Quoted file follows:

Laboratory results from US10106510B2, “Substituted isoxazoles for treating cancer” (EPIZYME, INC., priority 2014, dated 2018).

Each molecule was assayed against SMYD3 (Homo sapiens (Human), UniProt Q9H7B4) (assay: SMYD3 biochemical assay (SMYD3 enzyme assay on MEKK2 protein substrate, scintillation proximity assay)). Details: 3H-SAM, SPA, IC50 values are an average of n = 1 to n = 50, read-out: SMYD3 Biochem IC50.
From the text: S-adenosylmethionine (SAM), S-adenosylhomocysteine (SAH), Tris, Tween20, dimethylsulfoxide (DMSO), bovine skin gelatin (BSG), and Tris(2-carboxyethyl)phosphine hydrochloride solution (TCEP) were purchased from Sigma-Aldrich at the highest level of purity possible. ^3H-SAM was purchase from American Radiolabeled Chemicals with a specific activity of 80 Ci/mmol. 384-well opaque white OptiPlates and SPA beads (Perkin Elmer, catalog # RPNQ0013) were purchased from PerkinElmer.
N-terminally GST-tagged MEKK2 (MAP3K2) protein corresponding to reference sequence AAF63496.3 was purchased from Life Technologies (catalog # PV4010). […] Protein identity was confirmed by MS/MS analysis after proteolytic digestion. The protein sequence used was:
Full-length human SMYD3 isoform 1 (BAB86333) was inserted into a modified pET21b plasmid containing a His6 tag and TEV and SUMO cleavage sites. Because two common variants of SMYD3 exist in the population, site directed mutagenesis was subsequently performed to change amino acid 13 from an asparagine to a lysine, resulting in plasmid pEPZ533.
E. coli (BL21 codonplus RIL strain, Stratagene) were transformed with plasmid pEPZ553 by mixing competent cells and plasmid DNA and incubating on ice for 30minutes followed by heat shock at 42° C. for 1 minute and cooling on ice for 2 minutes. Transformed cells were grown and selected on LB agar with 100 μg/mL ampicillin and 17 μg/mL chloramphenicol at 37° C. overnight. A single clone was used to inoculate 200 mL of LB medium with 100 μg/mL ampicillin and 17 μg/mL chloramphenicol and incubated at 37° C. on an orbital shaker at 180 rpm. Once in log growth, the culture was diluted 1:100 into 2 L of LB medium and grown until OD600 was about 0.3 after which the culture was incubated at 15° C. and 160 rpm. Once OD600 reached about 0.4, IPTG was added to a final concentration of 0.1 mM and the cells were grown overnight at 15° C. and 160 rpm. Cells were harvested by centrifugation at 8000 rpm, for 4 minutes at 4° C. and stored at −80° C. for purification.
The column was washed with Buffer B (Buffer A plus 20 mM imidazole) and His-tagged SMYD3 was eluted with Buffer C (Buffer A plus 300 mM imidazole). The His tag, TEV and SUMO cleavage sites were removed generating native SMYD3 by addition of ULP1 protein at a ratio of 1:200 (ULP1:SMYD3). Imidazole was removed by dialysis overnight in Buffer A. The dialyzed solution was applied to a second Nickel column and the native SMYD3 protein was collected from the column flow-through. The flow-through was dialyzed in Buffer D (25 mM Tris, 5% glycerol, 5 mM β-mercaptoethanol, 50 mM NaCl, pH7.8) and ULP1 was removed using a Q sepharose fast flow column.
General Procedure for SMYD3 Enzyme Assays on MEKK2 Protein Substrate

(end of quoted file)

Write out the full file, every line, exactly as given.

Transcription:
Laboratory results from US10106510B2, “Substituted isoxazoles for treating cancer” (EPIZYME, INC., priority 2014, dated 2018).

Each molecule was assayed against SMYD3 (Homo sapiens (Human), UniProt Q9H7B4) (assay: SMYD3 biochemical assay (SMYD3 enzyme assay on MEKK2 protein substrate, scintillation proximity assay)). Details: 3H-SAM, SPA, IC50 values are an average of n = 1 to n = 50, read-out: SMYD3 Biochem IC50.
From the text: S-adenosylmethionine (SAM), S-adenosylhomocysteine (SAH), Tris, Tween20, dimethylsulfoxide (DMSO), bovine skin gelatin (BSG), and Tris(2-carboxyethyl)phosphine hydrochloride solution (TCEP) were purchased from Sigma-Aldrich at the highest level of purity possible. ^3H-SAM was purchase from American Radiolabeled Chemicals with a specific activity of 80 Ci/mmol. 384-well opaque white OptiPlates and SPA beads (Perkin Elmer, catalog # RPNQ0013) were purchased from PerkinElmer.
N-terminally GST-tagged MEKK2 (MAP3K2) protein corresponding to reference sequence AAF63496.3 was purchased from Life Technologies (catalog # PV4010). […] Protein identity was confirmed by MS/MS analysis after proteolytic digestion. The protein sequence used was:
Full-length human SMYD3 isoform 1 (BAB86333) was inserted into a modified pET21b plasmid containing a His6 tag and TEV and SUMO cleavage sites. Because two common variants of SMYD3 exist in the population, site directed mutagenesis was subsequently performed to change amino acid 13 from an asparagine to a lysine, resulting in plasmid pEPZ533.
E. coli (BL21 codonplus RIL strain, Stratagene) were transformed with plasmid pEPZ553 by mixing competent cells and plasmid DNA and incubating on ice for 30minutes followed by heat shock at 42° C. for 1 minute and cooling on ice for 2 minutes. Transformed cells were grown and selected on LB agar with 100 μg/mL ampicillin and 17 μg/mL chloramphenicol at 37° C. overnight. A single clone was used to inoculate 200 mL of LB medium with 100 μg/mL ampicillin and 17 μg/mL chloramphenicol and incubated at 37° C. on an orbital shaker at 180 rpm. Once in log growth, the culture was diluted 1:100 into 2 L of LB medium and grown until OD600 was about 0.3 after which the culture was incubated at 15° C. and 160 rpm. Once OD600 reached about 0.4, IPTG was added to a final concentration of 0.1 mM and the cells were grown overnight at 15° C. and 160 rpm. Cells were harvested by centrifugation at 8000 rpm, for 4 minutes at 4° C. and stored at −80° C. for purification.
The column was washed with Buffer B (Buffer A plus 20 mM imidazole) and His-tagged SMYD3 was eluted with Buffer C (Buffer A plus 300 mM imidazole). The His tag, TEV and SUMO cleavage sites were removed generating native SMYD3 by addition of ULP1 protein at a ratio of 1:200 (ULP1:SMYD3). Imidazole was removed by dialysis overnight in Buffer A. The dialyzed solution was applied to a second Nickel column and the native SMYD3 protein was collected from the column flow-through. The flow-through was dialyzed in Buffer D (25 mM Tris, 5% glycerol, 5 mM β-mercaptoethanol, 50 mM NaCl, pH7.8) and ULP1 was removed using a Q sepharose fast flow column.
General Procedure for SMYD3 Enzyme Assays on MEKK2 Protein Substrate